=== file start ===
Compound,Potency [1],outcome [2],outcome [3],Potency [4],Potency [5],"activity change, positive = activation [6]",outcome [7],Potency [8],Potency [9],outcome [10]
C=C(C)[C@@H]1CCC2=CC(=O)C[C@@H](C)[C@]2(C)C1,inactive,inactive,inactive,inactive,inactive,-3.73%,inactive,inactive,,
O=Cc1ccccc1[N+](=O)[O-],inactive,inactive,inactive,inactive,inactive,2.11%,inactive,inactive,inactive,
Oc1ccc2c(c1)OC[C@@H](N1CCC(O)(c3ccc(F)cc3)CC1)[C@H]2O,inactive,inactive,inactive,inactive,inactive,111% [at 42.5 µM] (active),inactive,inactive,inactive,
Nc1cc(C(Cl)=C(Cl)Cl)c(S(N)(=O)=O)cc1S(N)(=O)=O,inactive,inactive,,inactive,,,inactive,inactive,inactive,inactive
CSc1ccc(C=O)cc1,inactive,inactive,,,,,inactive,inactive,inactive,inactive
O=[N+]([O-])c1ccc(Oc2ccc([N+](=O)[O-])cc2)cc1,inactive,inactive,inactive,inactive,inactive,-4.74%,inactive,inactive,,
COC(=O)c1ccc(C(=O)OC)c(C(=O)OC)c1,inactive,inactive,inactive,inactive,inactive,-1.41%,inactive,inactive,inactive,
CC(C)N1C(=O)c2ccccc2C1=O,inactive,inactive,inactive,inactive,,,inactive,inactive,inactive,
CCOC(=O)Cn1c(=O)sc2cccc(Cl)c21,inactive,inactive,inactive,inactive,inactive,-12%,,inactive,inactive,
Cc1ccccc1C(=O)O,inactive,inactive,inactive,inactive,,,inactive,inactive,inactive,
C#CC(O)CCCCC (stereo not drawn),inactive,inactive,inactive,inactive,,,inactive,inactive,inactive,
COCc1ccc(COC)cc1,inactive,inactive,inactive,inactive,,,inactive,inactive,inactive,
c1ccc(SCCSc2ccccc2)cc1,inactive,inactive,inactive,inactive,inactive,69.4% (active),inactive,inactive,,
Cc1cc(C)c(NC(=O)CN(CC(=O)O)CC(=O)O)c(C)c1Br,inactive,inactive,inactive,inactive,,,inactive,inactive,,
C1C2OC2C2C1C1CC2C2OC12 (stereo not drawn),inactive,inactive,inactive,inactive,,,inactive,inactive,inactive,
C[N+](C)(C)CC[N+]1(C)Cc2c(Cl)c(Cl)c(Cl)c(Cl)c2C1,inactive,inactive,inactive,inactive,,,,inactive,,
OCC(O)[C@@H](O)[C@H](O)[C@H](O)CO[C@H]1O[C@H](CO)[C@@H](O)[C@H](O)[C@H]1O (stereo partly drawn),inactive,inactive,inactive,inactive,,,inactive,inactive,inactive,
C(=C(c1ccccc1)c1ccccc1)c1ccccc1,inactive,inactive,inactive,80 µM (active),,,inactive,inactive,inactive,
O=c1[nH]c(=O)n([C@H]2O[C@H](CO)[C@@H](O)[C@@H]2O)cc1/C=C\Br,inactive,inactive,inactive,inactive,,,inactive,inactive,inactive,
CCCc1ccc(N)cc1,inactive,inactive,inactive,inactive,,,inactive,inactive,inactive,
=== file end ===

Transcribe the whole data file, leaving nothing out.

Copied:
Compound,Potency [1],outcome [2],outcome [3],Potency [4],Potency [5],"activity change, positive = activation [6]",outcome [7],Potency [8],Potency [9],outcome [10]
C=C(C)[C@@H]1CCC2=CC(=O)C[C@@H](C)[C@]2(C)C1,inactive,inactive,inactive,inactive,inactive,-3.73%,inactive,inactive,,
O=Cc1ccccc1[N+](=O)[O-],inactive,inactive,inactive,inactive,inactive,2.11%,inactive,inactive,inactive,
Oc1ccc2c(c1)OC[C@@H](N1CCC(O)(c3ccc(F)cc3)CC1)[C@H]2O,inactive,inactive,inactive,inactive,inactive,111% [at 42.5 µM] (active),inactive,inactive,inactive,
Nc1cc(C(Cl)=C(Cl)Cl)c(S(N)(=O)=O)cc1S(N)(=O)=O,inactive,inactive,,inactive,,,inactive,inactive,inactive,inactive
CSc1ccc(C=O)cc1,inactive,inactive,,,,,inactive,inactive,inactive,inactive
O=[N+]([O-])c1ccc(Oc2ccc([N+](=O)[O-])cc2)cc1,inactive,inactive,inactive,inactive,inactive,-4.74%,inactive,inactive,,
COC(=O)c1ccc(C(=O)OC)c(C(=O)OC)c1,inactive,inactive,inactive,inactive,inactive,-1.41%,inactive,inactive,inactive,
CC(C)N1C(=O)c2ccccc2C1=O,inactive,inactive,inactive,inactive,,,inactive,inactive,inactive,
CCOC(=O)Cn1c(=O)sc2cccc(Cl)c21,inactive,inactive,inactive,inactive,inactive,-12%,,inactive,inactive,
Cc1ccccc1C(=O)O,inactive,inactive,inactive,inactive,,,inactive,inactive,inactive,
C#CC(O)CCCCC (stereo not drawn),inactive,inactive,inactive,inactive,,,inactive,inactive,inactive,
COCc1ccc(COC)cc1,inactive,inactive,inactive,inactive,,,inactive,inactive,inactive,
c1ccc(SCCSc2ccccc2)cc1,inactive,inactive,inactive,inactive,inactive,69.4% (active),inactive,inactive,,
Cc1cc(C)c(NC(=O)CN(CC(=O)O)CC(=O)O)c(C)c1Br,inactive,inactive,inactive,inactive,,,inactive,inactive,,
C1C2OC2C2C1C1CC2C2OC12 (stereo not drawn),inactive,inactive,inactive,inactive,,,inactive,inactive,inactive,
C[N+](C)(C)CC[N+]1(C)Cc2c(Cl)c(Cl)c(Cl)c(Cl)c2C1,inactive,inactive,inactive,inactive,,,,inactive,,
OCC(O)[C@@H](O)[C@H](O)[C@H](O)CO[C@H]1O[C@H](CO)[C@@H](O)[C@H](O)[C@H]1O (stereo partly drawn),inactive,inactive,inactive,inactive,,,inactive,inactive,inactive,
C(=C(c1ccccc1)c1ccccc1)c1ccccc1,inactive,inactive,inactive,80 µM (active),,,inactive,inactive,inactive,
O=c1[nH]c(=O)n([C@H]2O[C@H](CO)[C@@H](O)[C@@H]2O)cc1/C=C\Br,inactive,inactive,inactive,inactive,,,inactive,inactive,inactive,
CCCc1ccc(N)cc1,inactive,inactive,inactive,inactive,,,inactive,inactive,inactive,